Manual Radiohead and the resistant concept album : how to disappear completely

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Indiana University Press. Additional Information. Table of Contents. Cover Download Save. Contents p.

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Acknowledgments p. Note on Musical Examples pp. Introduction pp. Notes pp.

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Bibliography pp. Select Discography p. Index pp. Purchase Buy This Book in Print. Project MUSE Mission Project MUSE promotes the creation and dissemination of essential humanities and social science resources through collaboration with libraries, publishers, and scholars worldwide. I'd completely had it with melody. I just wanted rhythm. All melodies to me were pure embarrassment.

Troubled by new acts he felt were imitating Radiohead, [8] Yorke believed his music had become part of a constant background noise he described as "fridge buzz", [9] and became hostile to the music media. And I couldn't handle that. Yorke became disillusioned with the "mythology" of rock music, feeling the genre had "run its course". But I felt just as emotional about it as I'd ever felt about guitar music. Yorke bought a house in Cornwall and spent his time walking the cliffs and drawing, restricting his musical activity to playing the grand piano he had recently bought.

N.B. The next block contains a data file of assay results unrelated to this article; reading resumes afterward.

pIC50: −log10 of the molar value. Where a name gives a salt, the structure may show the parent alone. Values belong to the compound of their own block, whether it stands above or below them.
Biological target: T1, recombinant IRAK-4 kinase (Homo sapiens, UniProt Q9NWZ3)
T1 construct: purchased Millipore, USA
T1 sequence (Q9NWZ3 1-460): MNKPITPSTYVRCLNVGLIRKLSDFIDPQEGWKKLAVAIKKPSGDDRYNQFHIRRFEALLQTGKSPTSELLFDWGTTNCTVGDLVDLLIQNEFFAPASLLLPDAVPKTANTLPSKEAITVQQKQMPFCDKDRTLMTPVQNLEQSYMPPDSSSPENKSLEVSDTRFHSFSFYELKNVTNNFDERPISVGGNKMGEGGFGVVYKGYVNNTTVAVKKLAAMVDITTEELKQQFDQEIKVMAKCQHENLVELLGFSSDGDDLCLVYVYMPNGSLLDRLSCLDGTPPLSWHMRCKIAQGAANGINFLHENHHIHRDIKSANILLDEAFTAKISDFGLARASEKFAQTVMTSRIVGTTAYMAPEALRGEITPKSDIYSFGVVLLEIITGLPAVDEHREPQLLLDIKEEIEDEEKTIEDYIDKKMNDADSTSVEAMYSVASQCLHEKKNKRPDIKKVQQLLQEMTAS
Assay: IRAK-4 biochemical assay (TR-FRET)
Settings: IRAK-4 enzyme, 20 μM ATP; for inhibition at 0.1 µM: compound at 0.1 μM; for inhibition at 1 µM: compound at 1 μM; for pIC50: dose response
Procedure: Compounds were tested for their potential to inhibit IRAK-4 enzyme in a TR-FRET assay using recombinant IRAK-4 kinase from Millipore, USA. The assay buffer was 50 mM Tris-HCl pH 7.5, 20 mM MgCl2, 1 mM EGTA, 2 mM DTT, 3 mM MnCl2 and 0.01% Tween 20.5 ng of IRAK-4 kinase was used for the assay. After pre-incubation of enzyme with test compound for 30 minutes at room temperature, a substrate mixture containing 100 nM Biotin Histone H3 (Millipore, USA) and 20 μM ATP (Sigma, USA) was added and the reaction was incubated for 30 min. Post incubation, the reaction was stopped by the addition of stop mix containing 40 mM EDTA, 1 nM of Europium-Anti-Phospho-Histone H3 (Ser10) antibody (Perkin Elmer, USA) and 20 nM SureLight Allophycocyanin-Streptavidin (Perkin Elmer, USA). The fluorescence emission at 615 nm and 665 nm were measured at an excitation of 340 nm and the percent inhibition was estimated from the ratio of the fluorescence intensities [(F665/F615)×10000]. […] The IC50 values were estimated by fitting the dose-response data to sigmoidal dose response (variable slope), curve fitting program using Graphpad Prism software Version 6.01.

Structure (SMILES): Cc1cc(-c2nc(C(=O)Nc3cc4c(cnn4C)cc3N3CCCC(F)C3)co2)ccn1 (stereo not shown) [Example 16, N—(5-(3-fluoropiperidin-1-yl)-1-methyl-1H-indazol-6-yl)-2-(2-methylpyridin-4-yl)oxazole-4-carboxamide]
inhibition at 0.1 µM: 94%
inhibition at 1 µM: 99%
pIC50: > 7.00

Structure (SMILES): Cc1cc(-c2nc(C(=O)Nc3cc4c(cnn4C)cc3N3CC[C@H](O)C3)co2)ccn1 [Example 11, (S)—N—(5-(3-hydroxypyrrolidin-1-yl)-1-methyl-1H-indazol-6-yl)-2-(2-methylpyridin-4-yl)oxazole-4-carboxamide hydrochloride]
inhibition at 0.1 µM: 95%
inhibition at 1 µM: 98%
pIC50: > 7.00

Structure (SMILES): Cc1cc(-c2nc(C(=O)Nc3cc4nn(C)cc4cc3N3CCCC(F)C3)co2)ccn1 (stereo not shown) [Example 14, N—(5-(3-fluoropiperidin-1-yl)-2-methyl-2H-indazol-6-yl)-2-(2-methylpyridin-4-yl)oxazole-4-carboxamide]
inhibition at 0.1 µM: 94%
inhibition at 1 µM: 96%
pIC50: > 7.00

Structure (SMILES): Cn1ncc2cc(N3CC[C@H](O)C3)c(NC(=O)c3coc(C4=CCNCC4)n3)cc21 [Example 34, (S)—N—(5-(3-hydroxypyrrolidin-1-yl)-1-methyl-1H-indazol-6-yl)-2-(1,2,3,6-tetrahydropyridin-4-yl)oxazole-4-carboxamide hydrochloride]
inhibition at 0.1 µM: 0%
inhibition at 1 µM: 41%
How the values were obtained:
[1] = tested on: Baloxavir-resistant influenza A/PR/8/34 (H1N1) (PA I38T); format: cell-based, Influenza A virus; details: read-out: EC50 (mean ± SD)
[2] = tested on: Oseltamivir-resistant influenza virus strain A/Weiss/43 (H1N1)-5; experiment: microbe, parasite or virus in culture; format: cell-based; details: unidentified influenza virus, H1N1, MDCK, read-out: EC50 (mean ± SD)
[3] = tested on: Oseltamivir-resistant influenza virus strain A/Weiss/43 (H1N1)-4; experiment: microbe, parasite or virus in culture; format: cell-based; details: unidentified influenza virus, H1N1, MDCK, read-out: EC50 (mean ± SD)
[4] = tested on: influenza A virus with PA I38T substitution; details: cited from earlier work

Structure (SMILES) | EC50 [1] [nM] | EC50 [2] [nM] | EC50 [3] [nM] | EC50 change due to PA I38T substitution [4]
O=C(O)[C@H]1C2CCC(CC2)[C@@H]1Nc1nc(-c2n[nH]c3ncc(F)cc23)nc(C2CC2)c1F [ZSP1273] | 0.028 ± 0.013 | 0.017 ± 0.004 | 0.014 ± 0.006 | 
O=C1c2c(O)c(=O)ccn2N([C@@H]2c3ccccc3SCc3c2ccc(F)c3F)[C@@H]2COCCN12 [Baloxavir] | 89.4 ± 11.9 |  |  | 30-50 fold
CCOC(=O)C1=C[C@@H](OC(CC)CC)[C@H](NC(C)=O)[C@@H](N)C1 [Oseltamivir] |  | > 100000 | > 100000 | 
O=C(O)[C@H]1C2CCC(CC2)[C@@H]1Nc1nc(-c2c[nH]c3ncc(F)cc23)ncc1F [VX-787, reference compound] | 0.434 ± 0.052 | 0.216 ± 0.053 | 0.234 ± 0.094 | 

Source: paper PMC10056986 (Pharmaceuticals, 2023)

So everything's a novelty. That's one of the reasons I wanted to get into computers and synths, because I didn't understand how the fuck they worked. I had no idea what ADSR meant. Yorke, who had the greatest control, was still facing writer's block.

His new songs were incomplete, and some consisted of little more than sounds or rhythms; few had clear verses or choruses. Brothers Jonny and Colin Greenwood expressed fear that the album might become "gratuitous But at the same time he trusted me to have an idea of what I wanted. Accepting that not every band member would play on every song caused conflict.

I'm a guitarist and suddenly it's like, well, there are no guitars on this track, or no drums. They used software such as Pro Tools and Cubase to edit and manipulate their recordings. The sessions produced about 50 reels of tape each containing 15 minutes of music, with nothing finished. In April, Radiohead resumed recording in a Gloucestershire mansion.

The lack of deadline and the number of incomplete ideas made it hard for the band to focus, and they agreed to disband if they could not agree on an album worth releasing. In July, O'Brien began keeping an online diary of Radiohead's progress.

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Though the experiment produced no finished songs, it helped convince the band of the new direction. Jonny Greenwood described the first track, " Everything in its Right Place ", as a turning point for the album recording: "We knew it had to be the first song, and everything just followed after it. Yorke had recorded a demo of " The National Anthem " when the band was still in school.

Yorke and Greenwood directed the musicians to sound like a "traffic jam"; according to Yorke, he jumped up and down so much during his conducting that he broke his foot. The strings were performed by the Orchestra of St John's and recorded in Dorchester Abbey , a 12th-century church about five miles from Radiohead's Oxfordshire studio. Feeling it "needed chaos", he experimented with found sounds and sampling.